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Retired meth lab is now home to retired woman

Norma Ruttan
Norma Ruttan

MUNCIE, Ind (NewsLink) — A home off 10th Street used to house the ingredients to make methamphetamine, but now it houses a retired Norma Ruttan.

This home, like any other methamphetamine lab, had to go through a distinct process before it was livable again. A meth lab must be marked by their local health department and added to a formal list, according to Delaware County Health Department Administrator Jamie Bane. This is a process Bane says her team deals with often.

According to the Center of Disease Control, “If properties formerly used for the clandestine manufacture of methamphetamine are not properly cleaned, the public might be unknowingly exposed to drug residues.” That is why, in states like Indiana, properties are handled by the state rather than being dependent on a property owner who may be negligent.

For more from the CDC, read here.

A meth house inspection service says, “Vapors entering from neighboring living spaces can deliver the drug methamphetamine into your lungs. This is second-hand meth. People have reportedly tested positive for meth use as the result of a neighbor's use or manufacture. Third-hand meth exposure comes from ingestion of residue left behind by previous use or manufacture.Third-hand meth can be encountered in quantities that cause occupants to test positive for meth use.”

Read here for more on how Delaware County handles a reported meth lab.

However, this home was found and rehabilitated a little differently.

The team ecoREHAB’s formal offices sit just north of Ball State’s campus, but their real offices spread across Muncie. The team focuses on rehabilitating homes in Muncie to help revitalize the community.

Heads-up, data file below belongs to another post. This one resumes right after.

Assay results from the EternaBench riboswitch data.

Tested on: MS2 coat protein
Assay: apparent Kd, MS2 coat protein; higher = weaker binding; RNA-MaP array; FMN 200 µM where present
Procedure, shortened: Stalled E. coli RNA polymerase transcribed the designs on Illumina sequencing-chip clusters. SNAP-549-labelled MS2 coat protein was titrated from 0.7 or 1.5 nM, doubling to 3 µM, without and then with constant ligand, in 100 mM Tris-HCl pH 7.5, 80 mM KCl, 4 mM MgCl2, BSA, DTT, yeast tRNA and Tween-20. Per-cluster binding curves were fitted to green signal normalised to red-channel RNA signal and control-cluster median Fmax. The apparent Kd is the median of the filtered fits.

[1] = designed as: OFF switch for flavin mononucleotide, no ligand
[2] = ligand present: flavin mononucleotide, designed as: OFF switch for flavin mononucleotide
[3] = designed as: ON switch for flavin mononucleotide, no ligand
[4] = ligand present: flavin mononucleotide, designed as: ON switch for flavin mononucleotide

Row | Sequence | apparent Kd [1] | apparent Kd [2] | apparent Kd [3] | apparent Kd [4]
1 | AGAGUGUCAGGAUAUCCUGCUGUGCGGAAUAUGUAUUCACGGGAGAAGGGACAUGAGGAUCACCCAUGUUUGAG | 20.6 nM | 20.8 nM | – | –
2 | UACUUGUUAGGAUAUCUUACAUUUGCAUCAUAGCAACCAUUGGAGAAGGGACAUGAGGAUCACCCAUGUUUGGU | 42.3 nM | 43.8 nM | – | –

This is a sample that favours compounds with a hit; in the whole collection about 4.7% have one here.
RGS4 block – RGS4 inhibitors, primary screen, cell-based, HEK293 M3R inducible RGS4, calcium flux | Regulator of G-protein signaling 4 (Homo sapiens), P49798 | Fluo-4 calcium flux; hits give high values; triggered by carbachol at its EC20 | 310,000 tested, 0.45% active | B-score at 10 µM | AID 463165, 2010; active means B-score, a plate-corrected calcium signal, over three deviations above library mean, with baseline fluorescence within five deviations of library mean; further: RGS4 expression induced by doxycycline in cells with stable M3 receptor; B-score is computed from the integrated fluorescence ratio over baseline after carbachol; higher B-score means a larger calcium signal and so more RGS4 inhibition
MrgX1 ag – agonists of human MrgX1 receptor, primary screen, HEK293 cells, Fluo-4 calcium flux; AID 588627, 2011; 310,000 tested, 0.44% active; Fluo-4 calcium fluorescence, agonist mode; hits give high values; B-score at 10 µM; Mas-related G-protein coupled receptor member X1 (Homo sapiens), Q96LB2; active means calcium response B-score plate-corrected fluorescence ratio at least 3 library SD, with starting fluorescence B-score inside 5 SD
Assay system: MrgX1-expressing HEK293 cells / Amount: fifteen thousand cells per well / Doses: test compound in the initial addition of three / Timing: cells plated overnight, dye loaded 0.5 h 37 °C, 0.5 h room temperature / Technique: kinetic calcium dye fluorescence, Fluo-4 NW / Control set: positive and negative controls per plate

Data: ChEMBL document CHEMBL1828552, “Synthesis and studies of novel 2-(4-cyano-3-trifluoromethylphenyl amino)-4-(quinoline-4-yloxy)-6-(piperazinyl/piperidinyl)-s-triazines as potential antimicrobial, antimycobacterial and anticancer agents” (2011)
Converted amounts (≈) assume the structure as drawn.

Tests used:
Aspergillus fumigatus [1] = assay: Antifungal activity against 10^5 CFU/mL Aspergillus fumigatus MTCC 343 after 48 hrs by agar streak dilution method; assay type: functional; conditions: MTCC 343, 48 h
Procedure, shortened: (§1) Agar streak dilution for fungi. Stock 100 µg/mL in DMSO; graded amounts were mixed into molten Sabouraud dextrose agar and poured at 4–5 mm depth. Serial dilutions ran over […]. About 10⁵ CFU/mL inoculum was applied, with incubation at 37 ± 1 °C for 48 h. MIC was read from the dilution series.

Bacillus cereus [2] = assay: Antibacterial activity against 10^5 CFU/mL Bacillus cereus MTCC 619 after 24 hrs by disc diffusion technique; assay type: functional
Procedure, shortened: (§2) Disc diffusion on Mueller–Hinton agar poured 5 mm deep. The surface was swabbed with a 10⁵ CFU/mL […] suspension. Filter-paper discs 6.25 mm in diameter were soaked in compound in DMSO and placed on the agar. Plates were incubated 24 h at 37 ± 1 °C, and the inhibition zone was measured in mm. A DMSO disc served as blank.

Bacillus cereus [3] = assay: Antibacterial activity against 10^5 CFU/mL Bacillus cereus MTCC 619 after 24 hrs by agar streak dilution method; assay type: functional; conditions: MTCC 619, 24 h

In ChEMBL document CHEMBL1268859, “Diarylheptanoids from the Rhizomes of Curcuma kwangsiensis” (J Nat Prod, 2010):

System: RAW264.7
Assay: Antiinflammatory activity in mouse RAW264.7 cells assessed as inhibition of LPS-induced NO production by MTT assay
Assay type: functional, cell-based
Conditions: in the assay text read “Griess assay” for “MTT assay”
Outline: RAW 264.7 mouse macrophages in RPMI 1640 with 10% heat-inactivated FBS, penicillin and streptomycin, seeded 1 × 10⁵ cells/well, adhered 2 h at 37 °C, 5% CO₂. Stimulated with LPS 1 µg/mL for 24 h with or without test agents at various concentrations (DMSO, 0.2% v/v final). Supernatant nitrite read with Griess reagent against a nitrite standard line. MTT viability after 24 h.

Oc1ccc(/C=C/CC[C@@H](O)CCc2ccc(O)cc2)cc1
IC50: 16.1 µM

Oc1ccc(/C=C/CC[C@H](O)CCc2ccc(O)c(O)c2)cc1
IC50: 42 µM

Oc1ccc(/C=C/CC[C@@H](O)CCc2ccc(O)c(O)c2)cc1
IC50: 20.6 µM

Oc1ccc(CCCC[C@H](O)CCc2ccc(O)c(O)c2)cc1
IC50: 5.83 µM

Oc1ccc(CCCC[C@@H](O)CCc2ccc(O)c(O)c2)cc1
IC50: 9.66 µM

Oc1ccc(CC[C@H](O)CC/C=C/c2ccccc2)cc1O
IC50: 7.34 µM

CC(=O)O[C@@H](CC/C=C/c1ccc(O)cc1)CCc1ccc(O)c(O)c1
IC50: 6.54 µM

“EcoREHAB’s goal is really to create sustainable housing for individuals, and in doing that, it’s also revitalizing our neighborhoods,” Williams said. “We provide homes that are affordable to purchase, but also to maintain. The worst thing would be to build a beautiful home that looks beautiful, but then when somebody moves in they can’t afford to heat or cool it.”

That’s where ecoREHAB and Ruttan meet. EcoREHAB was finishing up the recovery of a home on the southwest side when Ruttan was looking for a new home.

Ruttan moved into the home just two years ago.

“I love the white baseboards,” Ruttan started listing. “I love looking at them. I love the doors…”

Ruttan has a place not only for herself, but all her favorite things. Her kitchen wall displayed about a dozen photos featuring her late husband, who she noted would have loved the home.

In her living room sat books and old “knick-knacks."

Rutton said, “My son who, even though he usually likes great, big rooms, walked in here and said, ‘Mom, it’s so cozy.' And I thought, yeah, it is cozy.” 

Click here to hear from Norma.

Click here to visit ecoREHAB’s website to learn how you can get in touch.